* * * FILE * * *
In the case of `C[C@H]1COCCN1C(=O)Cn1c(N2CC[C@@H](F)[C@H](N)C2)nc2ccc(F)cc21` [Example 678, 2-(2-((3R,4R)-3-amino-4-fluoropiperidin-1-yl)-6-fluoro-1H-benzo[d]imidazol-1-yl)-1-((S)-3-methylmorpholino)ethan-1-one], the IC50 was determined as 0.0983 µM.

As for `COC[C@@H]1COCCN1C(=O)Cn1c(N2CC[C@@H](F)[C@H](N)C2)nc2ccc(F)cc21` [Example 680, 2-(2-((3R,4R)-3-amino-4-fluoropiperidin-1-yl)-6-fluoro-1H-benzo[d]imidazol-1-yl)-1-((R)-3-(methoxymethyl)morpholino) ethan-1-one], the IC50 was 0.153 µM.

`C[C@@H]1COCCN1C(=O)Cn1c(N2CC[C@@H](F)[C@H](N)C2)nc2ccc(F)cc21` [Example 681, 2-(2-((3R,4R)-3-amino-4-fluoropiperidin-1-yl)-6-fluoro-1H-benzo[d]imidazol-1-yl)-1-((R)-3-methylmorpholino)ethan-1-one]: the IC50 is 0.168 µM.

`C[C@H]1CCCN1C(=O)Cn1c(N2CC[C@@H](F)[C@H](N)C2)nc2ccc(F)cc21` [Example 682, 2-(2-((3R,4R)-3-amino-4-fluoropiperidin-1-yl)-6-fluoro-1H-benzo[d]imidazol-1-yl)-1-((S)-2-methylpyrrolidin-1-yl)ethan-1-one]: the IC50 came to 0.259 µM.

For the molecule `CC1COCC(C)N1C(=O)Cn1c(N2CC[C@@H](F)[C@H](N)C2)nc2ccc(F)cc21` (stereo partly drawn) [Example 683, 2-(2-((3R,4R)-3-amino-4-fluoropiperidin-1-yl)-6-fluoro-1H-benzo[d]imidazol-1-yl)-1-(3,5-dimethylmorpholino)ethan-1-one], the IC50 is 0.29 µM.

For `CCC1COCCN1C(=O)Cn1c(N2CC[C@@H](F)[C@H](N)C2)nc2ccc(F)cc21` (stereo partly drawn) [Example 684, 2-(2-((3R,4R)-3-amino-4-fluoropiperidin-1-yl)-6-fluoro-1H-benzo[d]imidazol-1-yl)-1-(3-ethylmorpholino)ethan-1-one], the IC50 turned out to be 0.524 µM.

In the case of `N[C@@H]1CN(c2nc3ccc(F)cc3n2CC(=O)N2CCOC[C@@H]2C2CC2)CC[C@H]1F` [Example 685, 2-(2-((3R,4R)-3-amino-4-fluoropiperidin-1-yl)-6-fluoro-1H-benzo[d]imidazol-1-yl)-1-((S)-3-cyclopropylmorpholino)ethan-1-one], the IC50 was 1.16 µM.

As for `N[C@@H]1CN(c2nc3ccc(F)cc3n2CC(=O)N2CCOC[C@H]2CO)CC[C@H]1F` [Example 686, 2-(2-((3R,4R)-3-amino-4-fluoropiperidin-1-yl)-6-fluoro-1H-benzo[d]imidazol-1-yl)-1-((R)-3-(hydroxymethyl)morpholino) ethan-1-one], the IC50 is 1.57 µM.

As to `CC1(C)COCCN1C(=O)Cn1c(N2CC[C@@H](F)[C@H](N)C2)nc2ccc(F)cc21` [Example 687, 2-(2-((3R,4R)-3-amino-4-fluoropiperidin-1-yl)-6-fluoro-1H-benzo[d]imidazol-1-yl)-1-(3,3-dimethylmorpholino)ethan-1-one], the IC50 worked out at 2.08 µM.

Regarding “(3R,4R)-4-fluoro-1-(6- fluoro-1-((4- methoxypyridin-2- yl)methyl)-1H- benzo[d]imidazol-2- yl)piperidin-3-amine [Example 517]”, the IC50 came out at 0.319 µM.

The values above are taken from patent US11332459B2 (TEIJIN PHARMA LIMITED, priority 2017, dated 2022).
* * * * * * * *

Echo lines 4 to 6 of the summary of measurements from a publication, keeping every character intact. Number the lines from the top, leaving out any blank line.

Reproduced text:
`C[C@H]1CCCN1C(=O)Cn1c(N2CC[C@@H](F)[C@H](N)C2)nc2ccc(F)cc21` [Example 682, 2-(2-((3R,4R)-3-amino-4-fluoropiperidin-1-yl)-6-fluoro-1H-benzo[d]imidazol-1-yl)-1-((S)-2-methylpyrrolidin-1-yl)ethan-1-one]: the IC50 came to 0.259 µM.

For the molecule `CC1COCC(C)N1C(=O)Cn1c(N2CC[C@@H](F)[C@H](N)C2)nc2ccc(F)cc21` (stereo partly drawn) [Example 683, 2-(2-((3R,4R)-3-amino-4-fluoropiperidin-1-yl)-6-fluoro-1H-benzo[d]imidazol-1-yl)-1-(3,5-dimethylmorpholino)ethan-1-one], the IC50 is 0.29 µM.

For `CCC1COCCN1C(=O)Cn1c(N2CC[C@@H](F)[C@H](N)C2)nc2ccc(F)cc21` (stereo partly drawn) [Example 684, 2-(2-((3R,4R)-3-amino-4-fluoropiperidin-1-yl)-6-fluoro-1H-benzo[d]imidazol-1-yl)-1-(3-ethylmorpholino)ethan-1-one], the IC50 turned out to be 0.524 µM.